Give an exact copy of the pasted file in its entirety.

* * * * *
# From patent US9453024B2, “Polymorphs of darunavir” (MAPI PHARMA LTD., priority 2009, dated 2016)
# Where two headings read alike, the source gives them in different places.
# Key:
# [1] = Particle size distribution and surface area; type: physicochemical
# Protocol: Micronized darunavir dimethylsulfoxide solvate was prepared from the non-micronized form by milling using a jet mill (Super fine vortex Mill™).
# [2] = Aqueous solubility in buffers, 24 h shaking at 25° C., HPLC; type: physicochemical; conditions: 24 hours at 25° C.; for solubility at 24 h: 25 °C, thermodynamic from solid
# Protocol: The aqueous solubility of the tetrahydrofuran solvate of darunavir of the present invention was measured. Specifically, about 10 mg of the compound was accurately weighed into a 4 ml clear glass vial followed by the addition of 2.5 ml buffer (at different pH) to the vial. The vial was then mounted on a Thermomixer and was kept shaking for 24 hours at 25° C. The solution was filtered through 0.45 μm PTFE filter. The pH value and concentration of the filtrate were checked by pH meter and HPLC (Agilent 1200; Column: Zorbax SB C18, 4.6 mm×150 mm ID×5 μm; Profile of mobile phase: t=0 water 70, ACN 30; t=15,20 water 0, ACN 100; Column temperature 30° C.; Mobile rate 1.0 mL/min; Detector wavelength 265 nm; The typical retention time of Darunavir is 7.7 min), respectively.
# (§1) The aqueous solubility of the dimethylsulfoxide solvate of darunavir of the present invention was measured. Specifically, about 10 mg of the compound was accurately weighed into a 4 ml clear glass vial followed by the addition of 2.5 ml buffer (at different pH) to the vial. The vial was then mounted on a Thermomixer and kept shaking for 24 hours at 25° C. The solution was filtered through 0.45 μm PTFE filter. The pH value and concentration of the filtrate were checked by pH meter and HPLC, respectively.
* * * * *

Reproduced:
# From patent US9453024B2, “Polymorphs of darunavir” (MAPI PHARMA LTD., priority 2009, dated 2016)
# Where two headings read alike, the source gives them in different places.
# Key:
# [1] = Particle size distribution and surface area; type: physicochemical
# Protocol: Micronized darunavir dimethylsulfoxide solvate was prepared from the non-micronized form by milling using a jet mill (Super fine vortex Mill™).
# [2] = Aqueous solubility in buffers, 24 h shaking at 25° C., HPLC; type: physicochemical; conditions: 24 hours at 25° C.; for solubility at 24 h: 25 °C, thermodynamic from solid
# Protocol: The aqueous solubility of the tetrahydrofuran solvate of darunavir of the present invention was measured. Specifically, about 10 mg of the compound was accurately weighed into a 4 ml clear glass vial followed by the addition of 2.5 ml buffer (at different pH) to the vial. The vial was then mounted on a Thermomixer and was kept shaking for 24 hours at 25° C. The solution was filtered through 0.45 μm PTFE filter. The pH value and concentration of the filtrate were checked by pH meter and HPLC (Agilent 1200; Column: Zorbax SB C18, 4.6 mm×150 mm ID×5 μm; Profile of mobile phase: t=0 water 70, ACN 30; t=15,20 water 0, ACN 100; Column temperature 30° C.; Mobile rate 1.0 mL/min; Detector wavelength 265 nm; The typical retention time of Darunavir is 7.7 min), respectively.
# (§1) The aqueous solubility of the dimethylsulfoxide solvate of darunavir of the present invention was measured. Specifically, about 10 mg of the compound was accurately weighed into a 4 ml clear glass vial followed by the addition of 2.5 ml buffer (at different pH) to the vial. The vial was then mounted on a Thermomixer and kept shaking for 24 hours at 25° C. The solution was filtered through 0.45 μm PTFE filter. The pH value and concentration of the filtrate were checked by pH meter and HPLC, respectively.